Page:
Local Washington County News | A9 Saturday, July 12, 2014 !2;+6996@5.@/22;0:9, 9,=.,:9, 90A=5:?<9,7:97490 .:89,=.,< B2@A6<;@0<,.0 A<0.6=/:9> .:?9> *<,9270<=2:> =:,60/7,=> A006 ,=,9,. >?,7,C>:9, /<:?23> *477A49"0A ,8;=34<0 ,/ :=>,%4., 49:1D.0;::7 1:<9:A #97C:90 &?-A,C49 :?/:9" :80>:A9;:; !4//70>:A9 :99 %0>?<90/>:?; <423>7:.60/ ;:=4>4:9 &3,<0=3:80 >:A9&:?>3 09/9/A4>3 )4@4.,:B 1?7/,C G+2.?27B@AA?F6;4A<42A3>30/,8,20C:?>3496C:? 3,@0,.,<2::/09:?23>:-0,-70>: A49 G;F/<1F0.;@A699D6;6A;FA56;40.; 5.==2;)52?20.;@A699/2.;3,>7,=> A<0.6 GA@2.@FA<7B@A0<:2A<.@A<=.@9<;4 .@;-009>3,>A,C G.FA6:2?.026A@.96AA92/6A@96082?)52 0.?@.?2::1>30>:;D@0 96;A809> <2F"<4.;< 4<=>:90:?> B@A6;994.62? :9>-0=?<;<4=0/41 )52?2@ .9=>308:=> ;70,=,9>=?<;<4=0:1 =D<=>3,71 #&$ 99430-4220=> /:A90< #&$ )52/.1 D2.A52?D56055.@ 05.@21$('.?0A,<>@=%4.6C&>093:?=0< (A2D.?A4,60 G)56@ =<@2@.;6;A2?2@A6;4>B2@A6<;3A5<@2 AD<4B.963F6;4B.963F6;4,<>348 ,9/>30":>:,9:>30<70@07 &2?5.=@6;16?20A9F.A/2@A2AA6;4. C60A3,>,C0= 61;AF-0 0B.4>0/A4>334=>3;7,.0D94=3 <<1<;2"6@A2;@<:21.F92E B6=:2;A.;1A52;52:645A =?<1B02.;1/20<:2.5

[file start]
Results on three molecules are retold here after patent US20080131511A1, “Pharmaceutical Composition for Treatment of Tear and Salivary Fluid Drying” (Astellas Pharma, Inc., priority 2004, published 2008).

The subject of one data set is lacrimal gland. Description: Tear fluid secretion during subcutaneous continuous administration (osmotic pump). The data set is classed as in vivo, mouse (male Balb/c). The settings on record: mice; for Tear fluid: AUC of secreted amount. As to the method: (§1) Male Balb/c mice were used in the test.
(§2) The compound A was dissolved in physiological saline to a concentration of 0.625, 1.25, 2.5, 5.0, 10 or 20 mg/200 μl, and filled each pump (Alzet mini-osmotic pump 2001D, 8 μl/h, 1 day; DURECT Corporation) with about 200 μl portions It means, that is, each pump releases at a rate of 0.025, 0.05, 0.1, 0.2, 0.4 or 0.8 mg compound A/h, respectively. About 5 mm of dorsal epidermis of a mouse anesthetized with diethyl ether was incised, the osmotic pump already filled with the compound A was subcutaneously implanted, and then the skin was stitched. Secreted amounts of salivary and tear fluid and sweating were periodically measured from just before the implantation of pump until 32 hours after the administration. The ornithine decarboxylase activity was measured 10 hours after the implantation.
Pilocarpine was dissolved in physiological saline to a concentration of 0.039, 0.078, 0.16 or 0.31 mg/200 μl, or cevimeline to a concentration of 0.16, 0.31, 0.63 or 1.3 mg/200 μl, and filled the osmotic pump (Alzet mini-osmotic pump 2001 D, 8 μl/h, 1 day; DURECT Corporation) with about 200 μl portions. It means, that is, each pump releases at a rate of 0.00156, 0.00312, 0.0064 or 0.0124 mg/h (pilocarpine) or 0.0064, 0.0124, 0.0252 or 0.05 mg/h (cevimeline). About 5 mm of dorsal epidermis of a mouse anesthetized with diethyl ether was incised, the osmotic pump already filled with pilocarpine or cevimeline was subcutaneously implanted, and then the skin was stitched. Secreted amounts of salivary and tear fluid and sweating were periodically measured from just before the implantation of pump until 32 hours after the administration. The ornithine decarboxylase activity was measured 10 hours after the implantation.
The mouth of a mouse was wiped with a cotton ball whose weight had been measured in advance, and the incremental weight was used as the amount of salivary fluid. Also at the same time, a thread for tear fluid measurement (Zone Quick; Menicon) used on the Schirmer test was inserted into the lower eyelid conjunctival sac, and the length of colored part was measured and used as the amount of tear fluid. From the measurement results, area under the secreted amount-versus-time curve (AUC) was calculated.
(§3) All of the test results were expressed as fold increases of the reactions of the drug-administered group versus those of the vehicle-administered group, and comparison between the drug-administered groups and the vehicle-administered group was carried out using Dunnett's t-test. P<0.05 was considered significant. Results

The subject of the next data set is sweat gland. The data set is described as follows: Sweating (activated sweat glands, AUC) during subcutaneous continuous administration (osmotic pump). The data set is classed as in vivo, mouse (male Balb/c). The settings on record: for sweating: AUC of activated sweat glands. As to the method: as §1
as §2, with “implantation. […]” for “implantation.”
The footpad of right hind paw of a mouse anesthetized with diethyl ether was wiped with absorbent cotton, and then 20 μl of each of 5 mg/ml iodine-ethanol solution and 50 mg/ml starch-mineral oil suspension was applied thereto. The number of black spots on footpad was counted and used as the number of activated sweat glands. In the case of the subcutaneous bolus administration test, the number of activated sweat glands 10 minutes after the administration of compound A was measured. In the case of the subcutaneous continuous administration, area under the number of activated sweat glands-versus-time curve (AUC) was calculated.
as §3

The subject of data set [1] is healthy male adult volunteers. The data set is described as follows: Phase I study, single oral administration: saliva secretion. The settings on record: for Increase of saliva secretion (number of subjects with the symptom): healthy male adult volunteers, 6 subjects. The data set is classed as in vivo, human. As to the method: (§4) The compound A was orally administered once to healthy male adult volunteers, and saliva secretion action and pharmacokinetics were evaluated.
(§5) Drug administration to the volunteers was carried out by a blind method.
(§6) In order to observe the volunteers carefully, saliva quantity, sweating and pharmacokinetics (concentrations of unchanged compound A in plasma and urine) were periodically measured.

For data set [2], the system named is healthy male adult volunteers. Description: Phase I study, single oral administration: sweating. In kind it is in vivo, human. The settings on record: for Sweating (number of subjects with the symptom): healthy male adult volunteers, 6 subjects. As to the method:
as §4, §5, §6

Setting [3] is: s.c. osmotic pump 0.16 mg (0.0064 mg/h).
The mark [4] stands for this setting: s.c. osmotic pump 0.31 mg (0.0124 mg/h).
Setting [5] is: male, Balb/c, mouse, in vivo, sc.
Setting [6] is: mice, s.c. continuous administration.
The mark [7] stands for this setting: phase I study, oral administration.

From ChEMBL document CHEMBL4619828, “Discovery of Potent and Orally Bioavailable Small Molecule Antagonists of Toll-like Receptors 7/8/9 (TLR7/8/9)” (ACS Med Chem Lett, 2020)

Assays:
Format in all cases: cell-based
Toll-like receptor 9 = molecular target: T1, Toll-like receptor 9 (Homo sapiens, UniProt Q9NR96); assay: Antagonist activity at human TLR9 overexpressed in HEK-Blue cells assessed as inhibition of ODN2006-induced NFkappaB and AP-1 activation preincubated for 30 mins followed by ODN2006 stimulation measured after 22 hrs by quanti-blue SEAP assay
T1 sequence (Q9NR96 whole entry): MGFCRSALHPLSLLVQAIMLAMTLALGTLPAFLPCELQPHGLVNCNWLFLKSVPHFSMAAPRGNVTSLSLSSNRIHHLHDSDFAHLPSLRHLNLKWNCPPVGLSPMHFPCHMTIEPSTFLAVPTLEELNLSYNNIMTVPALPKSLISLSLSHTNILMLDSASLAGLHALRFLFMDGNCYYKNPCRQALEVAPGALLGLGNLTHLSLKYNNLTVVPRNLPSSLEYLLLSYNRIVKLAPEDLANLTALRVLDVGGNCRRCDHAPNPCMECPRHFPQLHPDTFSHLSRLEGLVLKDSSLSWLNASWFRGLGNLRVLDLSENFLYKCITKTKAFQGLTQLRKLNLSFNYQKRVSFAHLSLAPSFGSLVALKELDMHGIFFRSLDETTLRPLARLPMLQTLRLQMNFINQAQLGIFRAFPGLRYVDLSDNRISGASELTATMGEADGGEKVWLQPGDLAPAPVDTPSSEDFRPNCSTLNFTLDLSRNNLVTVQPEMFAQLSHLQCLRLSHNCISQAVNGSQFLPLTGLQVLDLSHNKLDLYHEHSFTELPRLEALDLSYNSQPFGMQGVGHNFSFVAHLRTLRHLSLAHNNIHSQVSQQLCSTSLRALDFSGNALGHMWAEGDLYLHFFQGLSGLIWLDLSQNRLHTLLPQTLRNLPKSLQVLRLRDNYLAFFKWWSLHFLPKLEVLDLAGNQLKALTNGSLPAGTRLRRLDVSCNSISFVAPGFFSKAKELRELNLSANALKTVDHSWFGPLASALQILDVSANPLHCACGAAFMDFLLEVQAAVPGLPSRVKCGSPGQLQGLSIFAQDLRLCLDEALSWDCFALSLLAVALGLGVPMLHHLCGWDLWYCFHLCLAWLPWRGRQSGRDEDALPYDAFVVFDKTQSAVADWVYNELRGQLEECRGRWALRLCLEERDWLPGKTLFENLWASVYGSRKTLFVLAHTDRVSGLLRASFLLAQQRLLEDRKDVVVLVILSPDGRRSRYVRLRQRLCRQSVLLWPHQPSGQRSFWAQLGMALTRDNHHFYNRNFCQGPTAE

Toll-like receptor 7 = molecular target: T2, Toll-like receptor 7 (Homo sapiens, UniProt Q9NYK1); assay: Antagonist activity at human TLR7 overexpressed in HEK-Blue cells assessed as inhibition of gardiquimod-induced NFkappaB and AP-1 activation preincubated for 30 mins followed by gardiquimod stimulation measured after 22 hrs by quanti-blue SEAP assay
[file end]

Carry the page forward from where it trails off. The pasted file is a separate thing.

PAGE 10